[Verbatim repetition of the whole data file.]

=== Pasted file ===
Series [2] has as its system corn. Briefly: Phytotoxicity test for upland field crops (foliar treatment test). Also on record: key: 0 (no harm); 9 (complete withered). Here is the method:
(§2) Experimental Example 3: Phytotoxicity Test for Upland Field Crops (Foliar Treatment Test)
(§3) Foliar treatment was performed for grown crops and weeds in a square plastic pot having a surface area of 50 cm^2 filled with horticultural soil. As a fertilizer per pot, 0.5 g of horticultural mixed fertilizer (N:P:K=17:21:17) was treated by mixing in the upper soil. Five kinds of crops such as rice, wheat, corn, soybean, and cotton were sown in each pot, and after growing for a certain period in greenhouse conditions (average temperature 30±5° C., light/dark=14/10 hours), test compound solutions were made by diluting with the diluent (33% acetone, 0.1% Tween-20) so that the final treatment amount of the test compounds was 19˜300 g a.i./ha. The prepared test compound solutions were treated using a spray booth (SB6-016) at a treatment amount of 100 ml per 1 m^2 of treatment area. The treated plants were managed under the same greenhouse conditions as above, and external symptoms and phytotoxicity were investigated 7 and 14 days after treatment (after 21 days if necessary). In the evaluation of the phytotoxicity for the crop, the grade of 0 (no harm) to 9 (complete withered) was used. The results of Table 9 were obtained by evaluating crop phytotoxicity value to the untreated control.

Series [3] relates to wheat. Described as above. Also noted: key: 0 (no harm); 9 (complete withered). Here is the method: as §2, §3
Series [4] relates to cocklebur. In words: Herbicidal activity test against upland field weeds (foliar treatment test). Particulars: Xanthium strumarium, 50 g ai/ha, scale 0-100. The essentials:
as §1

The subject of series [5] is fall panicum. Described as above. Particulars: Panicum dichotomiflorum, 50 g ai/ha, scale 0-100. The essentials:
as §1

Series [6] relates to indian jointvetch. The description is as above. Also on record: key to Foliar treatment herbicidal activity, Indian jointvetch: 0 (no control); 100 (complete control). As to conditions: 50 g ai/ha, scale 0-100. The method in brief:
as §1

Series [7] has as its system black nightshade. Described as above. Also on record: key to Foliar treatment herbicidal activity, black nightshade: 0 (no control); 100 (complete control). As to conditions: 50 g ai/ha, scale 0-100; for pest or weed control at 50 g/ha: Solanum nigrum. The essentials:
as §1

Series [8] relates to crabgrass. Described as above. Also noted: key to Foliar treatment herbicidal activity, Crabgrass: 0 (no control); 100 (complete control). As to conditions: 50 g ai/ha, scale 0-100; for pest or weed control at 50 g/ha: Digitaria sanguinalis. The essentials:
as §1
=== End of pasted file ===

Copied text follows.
Series [2] has as its system corn. Briefly: Phytotoxicity test for upland field crops (foliar treatment test). Also on record: key: 0 (no harm); 9 (complete withered). Here is the method:
(§2) Experimental Example 3: Phytotoxicity Test for Upland Field Crops (Foliar Treatment Test)
(§3) Foliar treatment was performed for grown crops and weeds in a square plastic pot having a surface area of 50 cm^2 filled with horticultural soil. As a fertilizer per pot, 0.5 g of horticultural mixed fertilizer (N:P:K=17:21:17) was treated by mixing in the upper soil. Five kinds of crops such as rice, wheat, corn, soybean, and cotton were sown in each pot, and after growing for a certain period in greenhouse conditions (average temperature 30±5° C., light/dark=14/10 hours), test compound solutions were made by diluting with the diluent (33% acetone, 0.1% Tween-20) so that the final treatment amount of the test compounds was 19˜300 g a.i./ha. The prepared test compound solutions were treated using a spray booth (SB6-016) at a treatment amount of 100 ml per 1 m^2 of treatment area. The treated plants were managed under the same greenhouse conditions as above, and external symptoms and phytotoxicity were investigated 7 and 14 days after treatment (after 21 days if necessary). In the evaluation of the phytotoxicity for the crop, the grade of 0 (no harm) to 9 (complete withered) was used. The results of Table 9 were obtained by evaluating crop phytotoxicity value to the untreated control.

Series [3] relates to wheat. Described as above. Also noted: key: 0 (no harm); 9 (complete withered). Here is the method: as §2, §3
Series [4] relates to cocklebur. In words: Herbicidal activity test against upland field weeds (foliar treatment test). Particulars: Xanthium strumarium, 50 g ai/ha, scale 0-100. The essentials:
as §1

The subject of series [5] is fall panicum. Described as above. Particulars: Panicum dichotomiflorum, 50 g ai/ha, scale 0-100. The essentials:
as §1

Series [6] relates to indian jointvetch. The description is as above. Also on record: key to Foliar treatment herbicidal activity, Indian jointvetch: 0 (no control); 100 (complete control). As to conditions: 50 g ai/ha, scale 0-100. The method in brief:
as §1

Series [7] has as its system black nightshade. Described as above. Also on record: key to Foliar treatment herbicidal activity, black nightshade: 0 (no control); 100 (complete control). As to conditions: 50 g ai/ha, scale 0-100; for pest or weed control at 50 g/ha: Solanum nigrum. The essentials:
as §1

Series [8] relates to crabgrass. Described as above. Also noted: key to Foliar treatment herbicidal activity, Crabgrass: 0 (no control); 100 (complete control). As to conditions: 50 g ai/ha, scale 0-100; for pest or weed control at 50 g/ha: Digitaria sanguinalis. The essentials:
as §1